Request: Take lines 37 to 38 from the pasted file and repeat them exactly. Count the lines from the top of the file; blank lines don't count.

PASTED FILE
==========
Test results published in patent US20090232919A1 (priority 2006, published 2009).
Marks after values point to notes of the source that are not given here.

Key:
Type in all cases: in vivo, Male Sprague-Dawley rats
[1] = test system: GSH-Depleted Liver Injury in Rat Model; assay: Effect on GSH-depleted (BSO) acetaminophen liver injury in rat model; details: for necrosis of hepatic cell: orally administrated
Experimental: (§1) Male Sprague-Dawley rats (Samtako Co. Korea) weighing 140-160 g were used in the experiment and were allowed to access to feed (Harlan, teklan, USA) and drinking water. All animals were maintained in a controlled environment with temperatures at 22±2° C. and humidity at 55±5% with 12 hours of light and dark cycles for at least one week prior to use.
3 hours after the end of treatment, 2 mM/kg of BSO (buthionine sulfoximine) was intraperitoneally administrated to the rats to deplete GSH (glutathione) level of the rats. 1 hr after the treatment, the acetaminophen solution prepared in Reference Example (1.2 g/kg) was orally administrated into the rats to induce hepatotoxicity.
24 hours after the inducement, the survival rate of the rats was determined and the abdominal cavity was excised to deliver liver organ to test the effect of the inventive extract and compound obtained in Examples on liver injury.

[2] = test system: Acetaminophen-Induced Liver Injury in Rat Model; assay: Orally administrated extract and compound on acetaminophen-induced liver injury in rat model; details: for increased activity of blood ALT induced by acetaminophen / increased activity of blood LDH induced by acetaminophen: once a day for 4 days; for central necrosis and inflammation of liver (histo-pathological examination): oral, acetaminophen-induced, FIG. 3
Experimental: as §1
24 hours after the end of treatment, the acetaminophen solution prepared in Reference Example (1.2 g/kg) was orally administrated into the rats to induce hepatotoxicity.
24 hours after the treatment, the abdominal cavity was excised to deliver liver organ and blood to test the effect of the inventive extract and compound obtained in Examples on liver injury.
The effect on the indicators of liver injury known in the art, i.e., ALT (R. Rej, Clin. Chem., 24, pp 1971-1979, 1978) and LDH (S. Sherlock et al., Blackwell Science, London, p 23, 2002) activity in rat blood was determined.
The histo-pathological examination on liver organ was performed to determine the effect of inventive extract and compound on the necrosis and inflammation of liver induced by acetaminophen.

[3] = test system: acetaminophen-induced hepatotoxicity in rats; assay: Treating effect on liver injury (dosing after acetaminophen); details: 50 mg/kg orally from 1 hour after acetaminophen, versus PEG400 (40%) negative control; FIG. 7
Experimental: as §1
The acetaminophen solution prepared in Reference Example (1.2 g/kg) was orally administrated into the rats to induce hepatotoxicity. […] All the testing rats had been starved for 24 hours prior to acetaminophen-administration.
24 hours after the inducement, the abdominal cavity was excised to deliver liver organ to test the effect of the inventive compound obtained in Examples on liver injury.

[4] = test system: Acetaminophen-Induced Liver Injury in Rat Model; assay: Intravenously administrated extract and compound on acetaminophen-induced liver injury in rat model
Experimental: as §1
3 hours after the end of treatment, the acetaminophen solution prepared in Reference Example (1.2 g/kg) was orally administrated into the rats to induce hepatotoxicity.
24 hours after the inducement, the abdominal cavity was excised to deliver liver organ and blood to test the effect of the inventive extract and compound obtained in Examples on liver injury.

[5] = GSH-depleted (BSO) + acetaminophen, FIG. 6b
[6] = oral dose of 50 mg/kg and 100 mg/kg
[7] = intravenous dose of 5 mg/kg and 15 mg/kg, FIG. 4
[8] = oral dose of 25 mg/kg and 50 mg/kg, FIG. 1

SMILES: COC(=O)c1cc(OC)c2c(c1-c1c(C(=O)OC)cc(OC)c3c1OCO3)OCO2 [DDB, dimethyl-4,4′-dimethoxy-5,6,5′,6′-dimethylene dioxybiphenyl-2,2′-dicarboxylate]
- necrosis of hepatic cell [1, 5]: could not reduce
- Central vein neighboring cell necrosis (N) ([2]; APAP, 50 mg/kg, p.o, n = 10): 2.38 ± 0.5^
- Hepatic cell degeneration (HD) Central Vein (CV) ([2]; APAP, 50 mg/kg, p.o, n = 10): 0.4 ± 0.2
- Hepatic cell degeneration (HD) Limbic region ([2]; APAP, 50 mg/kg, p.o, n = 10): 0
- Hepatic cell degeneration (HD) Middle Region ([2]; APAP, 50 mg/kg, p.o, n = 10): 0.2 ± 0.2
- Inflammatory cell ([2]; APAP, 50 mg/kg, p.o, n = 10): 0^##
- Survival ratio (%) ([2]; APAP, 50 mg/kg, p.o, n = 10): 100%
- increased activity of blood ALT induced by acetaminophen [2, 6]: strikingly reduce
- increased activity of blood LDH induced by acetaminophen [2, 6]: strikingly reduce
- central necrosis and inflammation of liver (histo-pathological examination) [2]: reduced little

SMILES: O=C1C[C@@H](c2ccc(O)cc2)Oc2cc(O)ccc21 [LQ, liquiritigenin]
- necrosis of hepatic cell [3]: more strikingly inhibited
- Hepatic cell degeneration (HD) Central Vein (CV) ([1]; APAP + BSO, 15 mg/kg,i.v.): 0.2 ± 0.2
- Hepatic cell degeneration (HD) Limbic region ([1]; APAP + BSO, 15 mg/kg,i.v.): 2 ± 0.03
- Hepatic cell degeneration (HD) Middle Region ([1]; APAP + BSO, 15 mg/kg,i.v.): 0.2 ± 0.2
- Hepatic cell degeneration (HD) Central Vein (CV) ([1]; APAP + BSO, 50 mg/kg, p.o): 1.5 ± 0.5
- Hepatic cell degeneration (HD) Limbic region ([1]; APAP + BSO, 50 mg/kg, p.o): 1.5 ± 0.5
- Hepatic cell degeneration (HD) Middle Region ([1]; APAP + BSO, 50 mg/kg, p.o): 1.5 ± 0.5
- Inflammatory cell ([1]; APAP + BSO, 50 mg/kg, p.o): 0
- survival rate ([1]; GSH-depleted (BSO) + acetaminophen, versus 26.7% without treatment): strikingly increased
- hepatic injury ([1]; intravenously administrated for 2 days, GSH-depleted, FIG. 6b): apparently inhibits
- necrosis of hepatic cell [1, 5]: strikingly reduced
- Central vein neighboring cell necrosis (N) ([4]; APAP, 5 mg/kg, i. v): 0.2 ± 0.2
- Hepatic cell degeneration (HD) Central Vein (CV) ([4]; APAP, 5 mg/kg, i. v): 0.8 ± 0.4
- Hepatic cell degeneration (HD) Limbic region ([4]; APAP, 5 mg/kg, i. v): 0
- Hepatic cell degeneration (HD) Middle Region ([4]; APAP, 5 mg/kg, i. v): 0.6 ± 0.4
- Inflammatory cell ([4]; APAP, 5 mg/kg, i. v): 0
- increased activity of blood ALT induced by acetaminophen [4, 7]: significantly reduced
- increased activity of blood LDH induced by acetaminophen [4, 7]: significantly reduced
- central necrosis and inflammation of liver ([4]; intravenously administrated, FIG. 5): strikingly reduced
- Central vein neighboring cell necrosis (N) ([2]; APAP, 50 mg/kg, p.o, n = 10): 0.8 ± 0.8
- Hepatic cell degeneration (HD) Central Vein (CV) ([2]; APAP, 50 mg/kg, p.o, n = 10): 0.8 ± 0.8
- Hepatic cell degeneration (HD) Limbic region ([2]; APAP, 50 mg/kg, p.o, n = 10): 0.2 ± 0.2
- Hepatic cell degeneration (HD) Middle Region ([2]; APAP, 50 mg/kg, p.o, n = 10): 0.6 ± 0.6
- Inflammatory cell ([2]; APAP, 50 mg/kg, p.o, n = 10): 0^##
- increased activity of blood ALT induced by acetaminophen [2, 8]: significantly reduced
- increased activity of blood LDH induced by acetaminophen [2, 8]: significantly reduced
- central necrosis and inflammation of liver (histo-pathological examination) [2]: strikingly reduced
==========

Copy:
- central necrosis and inflammation of liver (histo-pathological examination) [2]: reduced little

SMILES: O=C1C[C@@H](c2ccc(O)cc2)Oc2cc(O)ccc21 [LQ, liquiritigenin]